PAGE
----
I would love to say that heading home to the comfort of my mother was all I needed to turn this rough start around, but that would be a lie. My parents were left with a screaming, crying baby who refused to sleep. I was a poor eater, and every time I did breastfeed, I was more upset. You may have started guessing what was going on here, and if you guessed that I was colicky, you would be right. And from what I have been told, it was bad. My poor parents tried everything they could think of to soothe me, but nothing seemed to help. After 6 solid months of no sleep, and feeling like they were going crazy, my mother decided she was going to try feeding me cow’s milk.  It’s insane to think about this with everything that I know today, because feeding a baby cow’s milk would probably be one of the last things I would suggest to a mother.  Don’t get me wrong, milk is a healthy natural source of nutrition when it’s in its purest form. However, the way we raise and treat livestock today is horrendous. And if that isn’t bad enough, they are often subjected to hormone and antibiotic injections, no ability to graze on grass, and provided a diet full of GMO corn, soy, and grain. To then add insult to injury, the milk is then heated (pasteurized) and homogenized (emulsification), making the final product unrecognizable to what originally came out of the animal.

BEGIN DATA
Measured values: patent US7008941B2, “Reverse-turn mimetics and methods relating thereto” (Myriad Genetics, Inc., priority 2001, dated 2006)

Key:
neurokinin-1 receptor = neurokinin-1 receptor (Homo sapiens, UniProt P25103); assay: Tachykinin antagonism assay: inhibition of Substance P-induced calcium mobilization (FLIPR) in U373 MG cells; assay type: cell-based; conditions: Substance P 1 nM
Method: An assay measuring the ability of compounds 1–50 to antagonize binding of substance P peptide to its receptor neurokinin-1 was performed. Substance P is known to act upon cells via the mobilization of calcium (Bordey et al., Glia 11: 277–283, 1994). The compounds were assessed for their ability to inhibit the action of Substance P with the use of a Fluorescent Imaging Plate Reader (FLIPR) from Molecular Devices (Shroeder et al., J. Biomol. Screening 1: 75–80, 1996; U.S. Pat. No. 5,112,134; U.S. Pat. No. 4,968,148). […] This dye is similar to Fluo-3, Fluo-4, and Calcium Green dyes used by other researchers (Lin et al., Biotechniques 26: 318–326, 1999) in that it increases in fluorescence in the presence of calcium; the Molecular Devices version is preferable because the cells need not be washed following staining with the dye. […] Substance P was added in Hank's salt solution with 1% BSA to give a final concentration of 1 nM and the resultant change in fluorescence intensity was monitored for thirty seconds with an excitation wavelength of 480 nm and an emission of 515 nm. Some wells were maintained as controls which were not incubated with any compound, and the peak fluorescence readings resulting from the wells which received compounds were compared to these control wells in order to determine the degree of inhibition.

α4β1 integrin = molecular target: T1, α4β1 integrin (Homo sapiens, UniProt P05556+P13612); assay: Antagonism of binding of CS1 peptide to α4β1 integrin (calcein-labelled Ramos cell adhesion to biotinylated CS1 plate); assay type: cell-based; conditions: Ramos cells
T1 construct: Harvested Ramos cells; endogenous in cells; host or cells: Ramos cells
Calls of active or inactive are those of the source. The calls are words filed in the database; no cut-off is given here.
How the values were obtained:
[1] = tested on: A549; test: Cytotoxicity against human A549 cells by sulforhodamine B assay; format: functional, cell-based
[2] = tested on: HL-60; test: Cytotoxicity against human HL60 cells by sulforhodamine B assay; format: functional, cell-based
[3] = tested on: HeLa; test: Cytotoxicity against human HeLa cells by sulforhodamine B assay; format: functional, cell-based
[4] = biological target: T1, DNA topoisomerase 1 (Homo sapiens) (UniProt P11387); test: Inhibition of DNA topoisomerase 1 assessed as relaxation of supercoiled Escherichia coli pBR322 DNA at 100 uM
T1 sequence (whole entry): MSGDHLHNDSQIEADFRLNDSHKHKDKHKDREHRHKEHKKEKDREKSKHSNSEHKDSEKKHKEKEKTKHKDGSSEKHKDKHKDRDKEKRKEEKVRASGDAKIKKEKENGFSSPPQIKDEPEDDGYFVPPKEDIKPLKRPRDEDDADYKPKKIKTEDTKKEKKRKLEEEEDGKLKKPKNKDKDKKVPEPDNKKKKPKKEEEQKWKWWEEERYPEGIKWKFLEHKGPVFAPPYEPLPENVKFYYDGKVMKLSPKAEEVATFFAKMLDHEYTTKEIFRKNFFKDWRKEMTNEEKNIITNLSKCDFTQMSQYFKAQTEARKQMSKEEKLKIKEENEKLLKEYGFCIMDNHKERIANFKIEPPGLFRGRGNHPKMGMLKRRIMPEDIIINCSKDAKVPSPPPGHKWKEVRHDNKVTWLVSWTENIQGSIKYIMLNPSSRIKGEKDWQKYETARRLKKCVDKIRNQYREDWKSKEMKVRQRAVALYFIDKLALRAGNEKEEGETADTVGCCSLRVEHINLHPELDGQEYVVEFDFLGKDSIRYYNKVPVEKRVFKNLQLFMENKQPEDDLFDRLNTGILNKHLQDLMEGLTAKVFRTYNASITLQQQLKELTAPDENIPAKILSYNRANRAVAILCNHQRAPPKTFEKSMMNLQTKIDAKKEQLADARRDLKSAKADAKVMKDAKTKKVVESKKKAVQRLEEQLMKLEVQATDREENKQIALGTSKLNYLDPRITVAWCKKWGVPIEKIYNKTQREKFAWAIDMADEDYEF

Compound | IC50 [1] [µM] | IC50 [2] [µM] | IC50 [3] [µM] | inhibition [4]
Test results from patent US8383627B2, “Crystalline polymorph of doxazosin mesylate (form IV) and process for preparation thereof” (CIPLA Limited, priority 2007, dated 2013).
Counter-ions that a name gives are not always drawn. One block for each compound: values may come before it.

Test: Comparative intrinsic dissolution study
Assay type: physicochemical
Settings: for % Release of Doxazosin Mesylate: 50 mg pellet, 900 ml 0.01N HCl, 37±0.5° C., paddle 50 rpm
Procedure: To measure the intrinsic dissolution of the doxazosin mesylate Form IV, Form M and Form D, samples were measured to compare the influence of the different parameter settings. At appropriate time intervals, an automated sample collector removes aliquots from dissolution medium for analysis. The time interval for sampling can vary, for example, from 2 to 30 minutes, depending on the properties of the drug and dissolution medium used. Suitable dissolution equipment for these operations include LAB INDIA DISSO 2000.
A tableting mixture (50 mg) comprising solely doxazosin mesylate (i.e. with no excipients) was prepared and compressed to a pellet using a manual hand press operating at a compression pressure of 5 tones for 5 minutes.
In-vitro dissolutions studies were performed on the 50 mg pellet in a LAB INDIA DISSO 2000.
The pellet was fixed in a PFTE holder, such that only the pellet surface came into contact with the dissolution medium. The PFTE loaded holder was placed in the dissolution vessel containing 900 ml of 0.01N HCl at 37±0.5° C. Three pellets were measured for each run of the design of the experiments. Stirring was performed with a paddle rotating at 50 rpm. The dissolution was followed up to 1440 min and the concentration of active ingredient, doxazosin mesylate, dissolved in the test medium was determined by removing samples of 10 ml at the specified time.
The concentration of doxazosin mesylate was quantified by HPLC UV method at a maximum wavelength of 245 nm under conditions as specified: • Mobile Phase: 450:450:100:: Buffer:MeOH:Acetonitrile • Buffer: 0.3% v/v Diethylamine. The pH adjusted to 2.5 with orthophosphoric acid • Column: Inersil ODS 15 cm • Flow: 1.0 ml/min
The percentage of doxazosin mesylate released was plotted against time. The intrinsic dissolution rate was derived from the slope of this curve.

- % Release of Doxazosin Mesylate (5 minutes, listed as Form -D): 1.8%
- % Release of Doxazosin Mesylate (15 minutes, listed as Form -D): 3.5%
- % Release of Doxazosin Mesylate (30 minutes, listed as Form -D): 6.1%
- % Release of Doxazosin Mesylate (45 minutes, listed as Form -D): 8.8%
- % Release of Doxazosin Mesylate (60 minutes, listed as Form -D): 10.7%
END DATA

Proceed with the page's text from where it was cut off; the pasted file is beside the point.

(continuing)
In spite of all of this, and my weakened immune system, that milk did my little body good. I remember my dad telling me that they thought I had died, because it was the first time I slept peacefully through an entire night. I wish I could say that I have a full understanding for why the cow’s milk worked so well for me, but for now, this is still a mystery that I am on a journey to find the answer to.

My war with thrush and the standard healthcare system